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Analysis: Is Democrat Tim Ryan running against his own party?

Rep. Tim Ryan, D-Ohio, running for an open U.S. Senate seat in Ohio, speaks to supporters after the polls closed on primary election day Tuesday, May 3, 2022, in Columbus, Ohio. (AP Photo/Jay LaPrete)
Jay LaPrete/AP
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Rep. Tim Ryan, D-Ohio, running for an open U.S. Senate seat in Ohio, speaks to supporters after the polls closed on primary election day Tuesday, May 3, 2022, in Columbus, Ohio. (AP Photo/Jay LaPrete)

Tim Ryan, the Mahoning Valley congressman who is running for Ohio's open U.S. Democrat, is a Democrat, has always been a Democrat and will always be a Democrat.

All of which makes it seem very odd that Ryan is running, in effect, against the Democratic Party.

In a new 30-second TV ad called "Neighborhood," Ryan picks up the independent theme of his campaign as he walks around his Youngstown area neighborhood dressed in a sweat suit — his usual attire for campaign ads — and talks about how he voted against "Obama's trade deal" and "voted with Trump on trade."

"I don’t answer to any political party," he says. "I answer to the folks I grew up with and the families like yours all across Ohio."

If the aim is to set himself apart from the typical Democratic candidate, he's on target.

And honestly, it's not a bad place to be given the current situation in Ohio politics, where Donald Trump has won in the past two presidential elections.

It's also a state where Democrat Sherrod Brown, an unabashed liberal and old-fashioned populist, holds the other Senate seat during a time when no Democrat has been elected to a statewide executive office since Ted Strickland became governor in 2006.

You, too, might be tempted to try to run away from the Democratic Party if you were Tim Ryan.

"Showing loyalty to the party certainly hasn't helped Democrats win statewide, so there's a logic to running on contempt for the party,'' said David Niven, a political science professor at the University of Cincinnati.

"Still, it is jarring, and a bitter bill for Democratic voters to hear their party's nominee use Trump's name as anything other than an epithet,'' Niven said.

Niven compares Ryan's style of campaigning against his own party with that of Sen. Joe Manchin, the West Virginian who has been a constant thorn in the side of President Biden and the Democratic leadership of Congress.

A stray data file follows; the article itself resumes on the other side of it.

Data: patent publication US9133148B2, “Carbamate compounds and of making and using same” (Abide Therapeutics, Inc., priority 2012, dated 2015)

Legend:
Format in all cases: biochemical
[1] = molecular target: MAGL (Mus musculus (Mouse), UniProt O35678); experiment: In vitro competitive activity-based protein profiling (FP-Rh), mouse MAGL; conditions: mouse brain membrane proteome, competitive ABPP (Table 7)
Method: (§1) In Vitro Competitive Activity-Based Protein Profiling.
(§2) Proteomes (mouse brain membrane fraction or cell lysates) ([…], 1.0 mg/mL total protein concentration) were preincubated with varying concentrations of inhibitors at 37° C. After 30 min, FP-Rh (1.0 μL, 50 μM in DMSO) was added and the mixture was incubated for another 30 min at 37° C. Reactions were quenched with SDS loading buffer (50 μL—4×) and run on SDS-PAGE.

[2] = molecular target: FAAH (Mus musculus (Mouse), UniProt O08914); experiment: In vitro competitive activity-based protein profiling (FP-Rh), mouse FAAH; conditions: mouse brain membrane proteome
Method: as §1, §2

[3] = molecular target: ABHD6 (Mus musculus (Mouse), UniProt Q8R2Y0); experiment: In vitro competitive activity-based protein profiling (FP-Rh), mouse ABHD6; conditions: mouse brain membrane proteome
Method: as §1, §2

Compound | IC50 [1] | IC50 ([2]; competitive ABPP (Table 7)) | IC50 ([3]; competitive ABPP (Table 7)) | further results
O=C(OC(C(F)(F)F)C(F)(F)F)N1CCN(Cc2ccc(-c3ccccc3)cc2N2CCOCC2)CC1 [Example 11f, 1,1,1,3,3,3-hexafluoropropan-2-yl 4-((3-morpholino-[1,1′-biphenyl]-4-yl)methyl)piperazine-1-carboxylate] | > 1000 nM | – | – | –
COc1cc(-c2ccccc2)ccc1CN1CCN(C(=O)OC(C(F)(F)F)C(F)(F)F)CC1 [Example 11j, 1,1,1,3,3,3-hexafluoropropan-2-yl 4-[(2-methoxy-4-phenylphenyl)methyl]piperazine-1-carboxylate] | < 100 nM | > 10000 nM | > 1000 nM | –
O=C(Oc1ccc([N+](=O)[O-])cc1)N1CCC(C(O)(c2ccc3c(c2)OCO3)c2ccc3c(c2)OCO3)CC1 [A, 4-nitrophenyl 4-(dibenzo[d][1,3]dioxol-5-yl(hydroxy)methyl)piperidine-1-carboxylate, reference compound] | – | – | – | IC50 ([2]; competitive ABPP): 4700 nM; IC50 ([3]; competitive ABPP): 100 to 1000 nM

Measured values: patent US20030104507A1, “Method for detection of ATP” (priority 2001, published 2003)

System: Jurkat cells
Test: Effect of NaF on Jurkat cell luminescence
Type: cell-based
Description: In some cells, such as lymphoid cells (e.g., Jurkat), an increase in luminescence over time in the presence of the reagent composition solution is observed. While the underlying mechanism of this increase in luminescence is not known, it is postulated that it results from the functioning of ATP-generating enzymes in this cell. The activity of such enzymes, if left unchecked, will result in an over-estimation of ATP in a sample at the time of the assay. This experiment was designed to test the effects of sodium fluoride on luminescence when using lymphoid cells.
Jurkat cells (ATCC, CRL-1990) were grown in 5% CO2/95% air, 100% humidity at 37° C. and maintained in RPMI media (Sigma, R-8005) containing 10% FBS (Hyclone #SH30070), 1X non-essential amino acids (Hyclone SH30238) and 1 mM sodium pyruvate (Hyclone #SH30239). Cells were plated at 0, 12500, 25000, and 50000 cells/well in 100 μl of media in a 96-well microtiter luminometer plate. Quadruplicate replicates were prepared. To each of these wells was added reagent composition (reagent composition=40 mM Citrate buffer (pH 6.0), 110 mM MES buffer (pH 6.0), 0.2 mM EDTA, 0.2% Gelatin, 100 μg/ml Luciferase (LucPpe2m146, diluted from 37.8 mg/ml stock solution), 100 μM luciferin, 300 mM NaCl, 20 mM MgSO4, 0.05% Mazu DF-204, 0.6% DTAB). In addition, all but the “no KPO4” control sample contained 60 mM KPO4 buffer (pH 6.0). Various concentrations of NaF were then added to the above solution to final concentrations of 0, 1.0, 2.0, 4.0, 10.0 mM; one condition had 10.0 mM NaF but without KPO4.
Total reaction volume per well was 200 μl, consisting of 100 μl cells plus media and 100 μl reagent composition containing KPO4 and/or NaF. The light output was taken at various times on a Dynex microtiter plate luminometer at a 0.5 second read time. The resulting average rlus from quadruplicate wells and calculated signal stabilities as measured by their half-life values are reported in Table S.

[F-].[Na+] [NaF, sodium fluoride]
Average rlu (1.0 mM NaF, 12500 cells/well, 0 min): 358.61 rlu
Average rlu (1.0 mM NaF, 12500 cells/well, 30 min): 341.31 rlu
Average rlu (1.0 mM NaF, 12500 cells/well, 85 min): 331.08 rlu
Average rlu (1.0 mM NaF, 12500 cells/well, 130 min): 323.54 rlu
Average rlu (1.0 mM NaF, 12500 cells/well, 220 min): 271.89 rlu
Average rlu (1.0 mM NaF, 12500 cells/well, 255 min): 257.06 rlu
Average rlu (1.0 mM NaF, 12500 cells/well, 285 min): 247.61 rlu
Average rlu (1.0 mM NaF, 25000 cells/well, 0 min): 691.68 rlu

There are, of course, some big differences between the two – in the U.S. House, Ryan has been a dependable vote for the Biden administration's agenda; and, unlike Manchin, Ryan doesn't tote a shotgun in his campaign ads.

"The really striking thing about Tim Ryan running like he's Joe Manchin is the implication that Democrats' only hope to win Ohio is to run like this is West Virginia," Niven said.

It is somewhat ironic that on May 3, after the votes were counted in the primary election, author and venture capitalist J.D. Vance — who won his crowded GOP primary with 32% of the vote — called Ryan a "Trump Democrat."

And Ryan doesn’t have any objections to that. In fact, Vance may have done him a favor.

Here's the fact of the matter: the polling so far suggests that Ryan versus Vance is a toss-up right now. There's lots of time left for the ground to shift, but right now, anyone who tells you in late June who is going to win this November election is blowing smoke.

Nostradamus died in 1566, friends.

But if Ryan is going to win this thing and give Ohio two Democratic U.S, Senators for the first time since John Glenn and Howard Metzenbaum served together in the early 1990s, he must reel in a sizeable majority of independent voters — the truly independent who can swing either way.

And he also needs every Republican vote he can get; those who are not goo-goo-eyed by Vance's Trump endorsement and are among the two-thirds of Ohio GOP primary voters who did not vote for Vance in May.

The Ryan message in a nutshell: Don’t trust Vance? I'm your guy — the guy who tells the Democratic Party leaders in Columbus and Washington, "you’re not the boss of me."

The Vance campaign's mission, which is well under way, will be to paint Ryan as a Washington swamp creature who has flip-flopped on a host of issues, and as the willing and obedient servant of Joe Biden, Chuck Schumer and even Nancy Pelosi, who Ryan ran against for the minority leader position in 2016. Pelosi kicked his butt.

If Ryan wins this race, it's more likely that he will be closer politically to his friend Sherrod Brown than he will be to Joe Manchin. And certainly not one of the Trump bots in Congress. But, given the narrative of the Ryan campaign so far, it's not at all certain Ohio voters will see it that way.

But Niven points out that while Brown and Trump couldn't be more different as people, they have won Ohio by similar margins.

Tim Ryan, Niven says, "aims to find out what happens if you run as them both."

Copyright 2022 91.7 WVXU. To see more, visit 91.7 WVXU.

Howard Wilkinson joined the WVXU News Team after 30 years of covering local and state politics for The Cincinnati Enquirer. A native of Dayton, Ohio, Wilkinson has covered every Ohio governor’s race since 1974 as well as 12 presidential nominating conventions. His streak continued by covering both the 2012 Republican and Democratic conventions for 91.7 WVXU. Along with politics, Wilkinson also covered the 2001 Cincinnati race riots; the Lucasville Prison riot in 1993; the Air Canada plane crash at the Cincinnati/Northern Kentucky International Airport in 1983; and the 1997 Ohio River flooding. The Cincinnati Reds are his passion. "I've been listening to WVXU and public radio for many years, and I couldn't be more pleased at the opportunity to be part of it,” he says.